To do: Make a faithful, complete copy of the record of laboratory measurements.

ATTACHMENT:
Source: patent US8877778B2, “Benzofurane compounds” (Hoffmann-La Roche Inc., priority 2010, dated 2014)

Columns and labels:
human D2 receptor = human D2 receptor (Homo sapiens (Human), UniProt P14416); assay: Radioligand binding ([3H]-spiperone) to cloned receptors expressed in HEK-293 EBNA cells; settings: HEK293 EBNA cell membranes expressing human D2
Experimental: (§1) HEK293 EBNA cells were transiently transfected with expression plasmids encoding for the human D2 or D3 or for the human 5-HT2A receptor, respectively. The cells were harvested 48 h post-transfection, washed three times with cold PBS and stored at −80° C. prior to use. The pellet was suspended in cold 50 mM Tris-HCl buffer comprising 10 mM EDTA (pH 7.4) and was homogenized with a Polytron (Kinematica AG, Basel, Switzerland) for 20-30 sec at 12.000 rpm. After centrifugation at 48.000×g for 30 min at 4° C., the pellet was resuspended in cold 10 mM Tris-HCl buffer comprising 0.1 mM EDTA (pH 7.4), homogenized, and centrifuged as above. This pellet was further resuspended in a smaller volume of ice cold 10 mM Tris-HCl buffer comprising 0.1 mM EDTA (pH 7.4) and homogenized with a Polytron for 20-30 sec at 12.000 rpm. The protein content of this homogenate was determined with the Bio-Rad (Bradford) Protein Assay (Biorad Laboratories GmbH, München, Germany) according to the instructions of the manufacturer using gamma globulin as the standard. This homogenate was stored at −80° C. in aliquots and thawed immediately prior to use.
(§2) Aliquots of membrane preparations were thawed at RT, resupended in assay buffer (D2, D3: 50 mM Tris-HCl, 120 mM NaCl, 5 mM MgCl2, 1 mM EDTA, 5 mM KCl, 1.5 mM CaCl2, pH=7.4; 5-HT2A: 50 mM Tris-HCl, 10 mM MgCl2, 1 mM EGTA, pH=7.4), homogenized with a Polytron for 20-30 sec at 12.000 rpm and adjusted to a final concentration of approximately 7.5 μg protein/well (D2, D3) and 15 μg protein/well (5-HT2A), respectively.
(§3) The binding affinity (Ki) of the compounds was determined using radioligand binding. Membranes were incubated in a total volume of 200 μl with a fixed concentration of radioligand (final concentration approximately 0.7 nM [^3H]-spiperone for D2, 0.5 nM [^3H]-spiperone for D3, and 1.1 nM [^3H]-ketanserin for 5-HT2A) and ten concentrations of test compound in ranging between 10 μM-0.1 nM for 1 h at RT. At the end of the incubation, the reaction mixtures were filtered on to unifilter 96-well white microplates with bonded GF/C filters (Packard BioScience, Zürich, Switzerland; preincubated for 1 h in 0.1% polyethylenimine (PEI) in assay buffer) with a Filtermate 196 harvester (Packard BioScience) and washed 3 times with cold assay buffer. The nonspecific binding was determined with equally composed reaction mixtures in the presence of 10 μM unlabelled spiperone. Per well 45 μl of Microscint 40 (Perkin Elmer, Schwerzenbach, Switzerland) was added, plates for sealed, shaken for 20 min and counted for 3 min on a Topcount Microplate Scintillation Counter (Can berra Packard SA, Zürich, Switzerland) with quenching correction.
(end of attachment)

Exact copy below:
Source: patent US8877778B2, “Benzofurane compounds” (Hoffmann-La Roche Inc., priority 2010, dated 2014)

Columns and labels:
human D2 receptor = human D2 receptor (Homo sapiens (Human), UniProt P14416); assay: Radioligand binding ([3H]-spiperone) to cloned receptors expressed in HEK-293 EBNA cells; settings: HEK293 EBNA cell membranes expressing human D2
Experimental: (§1) HEK293 EBNA cells were transiently transfected with expression plasmids encoding for the human D2 or D3 or for the human 5-HT2A receptor, respectively. The cells were harvested 48 h post-transfection, washed three times with cold PBS and stored at −80° C. prior to use. The pellet was suspended in cold 50 mM Tris-HCl buffer comprising 10 mM EDTA (pH 7.4) and was homogenized with a Polytron (Kinematica AG, Basel, Switzerland) for 20-30 sec at 12.000 rpm. After centrifugation at 48.000×g for 30 min at 4° C., the pellet was resuspended in cold 10 mM Tris-HCl buffer comprising 0.1 mM EDTA (pH 7.4), homogenized, and centrifuged as above. This pellet was further resuspended in a smaller volume of ice cold 10 mM Tris-HCl buffer comprising 0.1 mM EDTA (pH 7.4) and homogenized with a Polytron for 20-30 sec at 12.000 rpm. The protein content of this homogenate was determined with the Bio-Rad (Bradford) Protein Assay (Biorad Laboratories GmbH, München, Germany) according to the instructions of the manufacturer using gamma globulin as the standard. This homogenate was stored at −80° C. in aliquots and thawed immediately prior to use.
(§2) Aliquots of membrane preparations were thawed at RT, resupended in assay buffer (D2, D3: 50 mM Tris-HCl, 120 mM NaCl, 5 mM MgCl2, 1 mM EDTA, 5 mM KCl, 1.5 mM CaCl2, pH=7.4; 5-HT2A: 50 mM Tris-HCl, 10 mM MgCl2, 1 mM EGTA, pH=7.4), homogenized with a Polytron for 20-30 sec at 12.000 rpm and adjusted to a final concentration of approximately 7.5 μg protein/well (D2, D3) and 15 μg protein/well (5-HT2A), respectively.
(§3) The binding affinity (Ki) of the compounds was determined using radioligand binding. Membranes were incubated in a total volume of 200 μl with a fixed concentration of radioligand (final concentration approximately 0.7 nM [^3H]-spiperone for D2, 0.5 nM [^3H]-spiperone for D3, and 1.1 nM [^3H]-ketanserin for 5-HT2A) and ten concentrations of test compound in ranging between 10 μM-0.1 nM for 1 h at RT. At the end of the incubation, the reaction mixtures were filtered on to unifilter 96-well white microplates with bonded GF/C filters (Packard BioScience, Zürich, Switzerland; preincubated for 1 h in 0.1% polyethylenimine (PEI) in assay buffer) with a Filtermate 196 harvester (Packard BioScience) and washed 3 times with cold assay buffer. The nonspecific binding was determined with equally composed reaction mixtures in the presence of 10 μM unlabelled spiperone. Per well 45 μl of Microscint 40 (Perkin Elmer, Schwerzenbach, Switzerland) was added, plates for sealed, shaken for 20 min and counted for 3 min on a Topcount Microplate Scintillation Counter (Can berra Packard SA, Zürich, Switzerland) with quenching correction.